What Size of Miter Saw Do I Need? Definition & Usage Size

What Size of Miter Saw Do I Need
Photo: DeWalt

A miter saw is the ultimate tool for making crosscuts, miter cuts, and bevel cuts.

It is very handy in any workshop because these 3 cuts are quite common in almost all kinds of projects. Well, what exactly is a miter saw? Let’s find out.

What is a Miter Saw?

Miter saws are power tools that consist of circular blades mounted on swing arms.

These arms can be pivoted to the left or right, or tilted along the vertical axis to create straight or angled cuts on a board’s width or thickness.

The saws are available in different sizes and this corresponds with the size of the blade.

For instance, a 7-inch miter saw has a blade that measures 7 inches in diameter. However, the most commonly used sizes are 10 and 12 inches and here is the reason why.

What Size of Miter Saw Do I Need?

1) 10-inch Miter Saw

10-inch miter saws are preferred for their practicality. They are not very small and can, therefore, be used to make crosscuts (90˚) on 2×6 lumber and 2×4 for 45˚ miter cuts. If it has a sliding arm, this can be extended by a few inches.

Other than that, this size is relatively affordable to buy as compared to the 12-inch saw, and also affordable to maintain because buying a replacement blade or sharpening it is cheaper.

Lastly, this saw spins the blade at higher speeds as compared to the larger sizes, resulting in quick cutting time.

Recommend: Makita LS1040

2) 12-inch Miter Saw

On the other hand, 12-inch miter saws are the ideal size for working on large projects. There is a larger 15-inch size, but this is quite bulky.

If you usually work on wide blocks, it is better to buy a 12-inch sliding miter saw, which will give you a maximum crosscutting distance of about 16 inches. That said, this saw is recommended for crosscutting up to 2×8 lumber size and 2×6 if making a 45˚ miter cut.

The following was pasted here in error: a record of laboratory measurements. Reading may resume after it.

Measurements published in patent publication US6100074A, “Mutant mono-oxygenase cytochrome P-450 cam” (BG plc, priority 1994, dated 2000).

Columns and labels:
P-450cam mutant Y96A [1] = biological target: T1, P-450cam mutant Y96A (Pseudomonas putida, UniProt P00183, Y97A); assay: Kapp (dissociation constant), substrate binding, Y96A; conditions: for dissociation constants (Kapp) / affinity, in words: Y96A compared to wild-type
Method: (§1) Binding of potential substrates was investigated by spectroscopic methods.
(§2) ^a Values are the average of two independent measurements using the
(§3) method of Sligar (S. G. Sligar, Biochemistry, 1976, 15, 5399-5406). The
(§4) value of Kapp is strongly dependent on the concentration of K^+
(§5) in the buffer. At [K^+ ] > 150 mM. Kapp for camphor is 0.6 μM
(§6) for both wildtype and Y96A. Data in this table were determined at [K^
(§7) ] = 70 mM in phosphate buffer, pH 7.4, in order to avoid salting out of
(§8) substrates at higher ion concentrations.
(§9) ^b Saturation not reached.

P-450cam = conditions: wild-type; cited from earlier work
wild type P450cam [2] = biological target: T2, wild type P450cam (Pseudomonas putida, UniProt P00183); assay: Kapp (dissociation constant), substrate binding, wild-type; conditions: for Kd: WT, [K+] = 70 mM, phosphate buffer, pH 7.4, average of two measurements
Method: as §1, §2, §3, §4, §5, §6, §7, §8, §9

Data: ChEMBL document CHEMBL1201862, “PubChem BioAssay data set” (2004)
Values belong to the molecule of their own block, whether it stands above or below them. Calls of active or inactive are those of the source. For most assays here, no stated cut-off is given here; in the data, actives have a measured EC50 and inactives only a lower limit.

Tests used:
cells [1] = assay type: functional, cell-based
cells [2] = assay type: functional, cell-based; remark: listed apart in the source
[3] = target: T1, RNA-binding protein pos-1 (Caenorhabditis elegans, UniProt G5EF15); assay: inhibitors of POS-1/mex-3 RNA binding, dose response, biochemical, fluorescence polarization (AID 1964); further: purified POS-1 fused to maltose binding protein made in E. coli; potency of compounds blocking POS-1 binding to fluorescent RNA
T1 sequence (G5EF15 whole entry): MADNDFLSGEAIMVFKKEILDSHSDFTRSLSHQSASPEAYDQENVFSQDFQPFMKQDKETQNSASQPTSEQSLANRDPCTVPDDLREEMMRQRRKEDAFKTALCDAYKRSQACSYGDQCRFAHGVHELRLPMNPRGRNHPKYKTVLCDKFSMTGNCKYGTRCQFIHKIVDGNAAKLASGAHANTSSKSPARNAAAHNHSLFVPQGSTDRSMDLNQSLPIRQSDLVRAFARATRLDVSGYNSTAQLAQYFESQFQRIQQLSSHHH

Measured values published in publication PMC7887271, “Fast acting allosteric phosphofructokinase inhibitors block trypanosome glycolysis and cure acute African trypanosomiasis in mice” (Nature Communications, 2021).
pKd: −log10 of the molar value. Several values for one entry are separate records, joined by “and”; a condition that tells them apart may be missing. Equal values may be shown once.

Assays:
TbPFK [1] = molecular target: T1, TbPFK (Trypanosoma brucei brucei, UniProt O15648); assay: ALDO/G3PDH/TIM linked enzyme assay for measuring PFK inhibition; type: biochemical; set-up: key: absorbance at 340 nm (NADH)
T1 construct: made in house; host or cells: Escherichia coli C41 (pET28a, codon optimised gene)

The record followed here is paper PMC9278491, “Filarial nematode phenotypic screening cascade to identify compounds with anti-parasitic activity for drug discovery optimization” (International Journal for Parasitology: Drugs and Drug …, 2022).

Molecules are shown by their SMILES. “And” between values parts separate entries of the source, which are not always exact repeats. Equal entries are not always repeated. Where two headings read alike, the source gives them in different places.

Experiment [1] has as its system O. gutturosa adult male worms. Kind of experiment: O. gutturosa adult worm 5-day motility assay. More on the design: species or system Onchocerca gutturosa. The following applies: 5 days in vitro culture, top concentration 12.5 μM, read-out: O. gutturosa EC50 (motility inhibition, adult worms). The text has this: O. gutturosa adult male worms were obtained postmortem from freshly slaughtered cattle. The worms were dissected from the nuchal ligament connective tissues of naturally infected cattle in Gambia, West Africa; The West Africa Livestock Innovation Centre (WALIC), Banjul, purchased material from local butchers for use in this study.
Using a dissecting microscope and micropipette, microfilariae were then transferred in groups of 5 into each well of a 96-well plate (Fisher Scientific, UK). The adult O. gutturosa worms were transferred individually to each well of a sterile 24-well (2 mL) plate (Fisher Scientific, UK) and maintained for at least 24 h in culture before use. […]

Recommend: DeWalt DWS780

To find out more about the comparison of these two miter-saw sizes, click on this link.

Choosing Suitable Miter Saw for The Right Job

The Suitable Miter Saw for The Right Job
Photo: DeWalt

1. For Crown Molding

Crown molding is a result of two compound cuts, which create a decorative joint that is ideal for capping cabinets and the point of contact between walls and ceilings. The molding can be in different sizes as this depends on the size of the stock being used.

Consequently, the best miter saw size to use depends on the size of the molding. For any width that measures less than 5 inches, a 10-inch saw will do.

Stock measuring 5-8 inches in width on a miter angle should be handled by a 12-inch saw while for 9-10 inches, you need a sliding 12-inch saw.

You might be asking yourself if it is possible to use the 12-inch saw for all these crown molding options and it is possible. However, using a large blade on a small project is expensive for no reason and makes it a bit difficult to achieve high accuracy.

2. For Laminate Flooring

For cutting laminate and vinyl flooring planks to size, a miter saw should be used and the sizing is basically like with crown molding above. Wide planks require a 12-inch saw while narrow pieces can be cut by 10-inch size.

However, since these flooring panels are built using tough, layered materials, you need a strong blade for the job. The structural integrity of the large 12-inch blades makes them better suited for this task.

3. For Baseboards

A baseboard is like the opposite of crown molding. It is the wooden skirting that covers lower wall sections up to the point of contact with the floor.

These boards can range anywhere from 3 to 8 inches in width and due to their similarity with crown molding boards, their miter saw’s size selection criteria are also very similar.

4. For 4×4 Lumber

If your project requires 4×4 lumber, it would be wise to stick to a 10-inch miter saw because these dimensions fall within its cutting range.

A 12-inch size can still work, but it is too expensive and unnecessary for this small task.


As a summary, miter saws range from about 7-15 inches in size, and this places the 10 and 12-inch sizes squarely in the middle.

This makes the two practical and relatively affordable and therefore, you need to pick the appropriate size for your project from these two.